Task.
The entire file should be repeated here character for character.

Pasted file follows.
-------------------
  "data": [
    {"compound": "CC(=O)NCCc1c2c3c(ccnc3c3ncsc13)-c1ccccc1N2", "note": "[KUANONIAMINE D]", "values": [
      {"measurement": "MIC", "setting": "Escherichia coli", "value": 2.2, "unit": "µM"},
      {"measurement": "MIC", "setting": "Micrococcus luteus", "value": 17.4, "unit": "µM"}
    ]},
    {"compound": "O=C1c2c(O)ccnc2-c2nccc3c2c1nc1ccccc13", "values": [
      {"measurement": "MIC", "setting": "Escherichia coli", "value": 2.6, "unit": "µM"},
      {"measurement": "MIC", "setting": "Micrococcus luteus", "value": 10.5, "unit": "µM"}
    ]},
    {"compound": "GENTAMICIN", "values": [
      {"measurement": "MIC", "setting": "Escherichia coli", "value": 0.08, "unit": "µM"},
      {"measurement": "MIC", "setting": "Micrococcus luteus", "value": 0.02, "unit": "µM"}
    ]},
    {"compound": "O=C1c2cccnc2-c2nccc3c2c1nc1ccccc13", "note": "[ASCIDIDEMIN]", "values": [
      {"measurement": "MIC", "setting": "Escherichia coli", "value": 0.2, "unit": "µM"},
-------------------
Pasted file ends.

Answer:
  "data": [
    {"compound": "CC(=O)NCCc1c2c3c(ccnc3c3ncsc13)-c1ccccc1N2", "note": "[KUANONIAMINE D]", "values": [
      {"measurement": "MIC", "setting": "Escherichia coli", "value": 2.2, "unit": "µM"},
      {"measurement": "MIC", "setting": "Micrococcus luteus", "value": 17.4, "unit": "µM"}
    ]},
    {"compound": "O=C1c2c(O)ccnc2-c2nccc3c2c1nc1ccccc13", "values": [
      {"measurement": "MIC", "setting": "Escherichia coli", "value": 2.6, "unit": "µM"},
      {"measurement": "MIC", "setting": "Micrococcus luteus", "value": 10.5, "unit": "µM"}
    ]},
    {"compound": "GENTAMICIN", "values": [
      {"measurement": "MIC", "setting": "Escherichia coli", "value": 0.08, "unit": "µM"},
      {"measurement": "MIC", "setting": "Micrococcus luteus", "value": 0.02, "unit": "µM"}
    ]},
    {"compound": "O=C1c2cccnc2-c2nccc3c2c1nc1ccccc13", "note": "[ASCIDIDEMIN]", "values": [
      {"measurement": "MIC", "setting": "Escherichia coli", "value": 0.2, "unit": "µM"},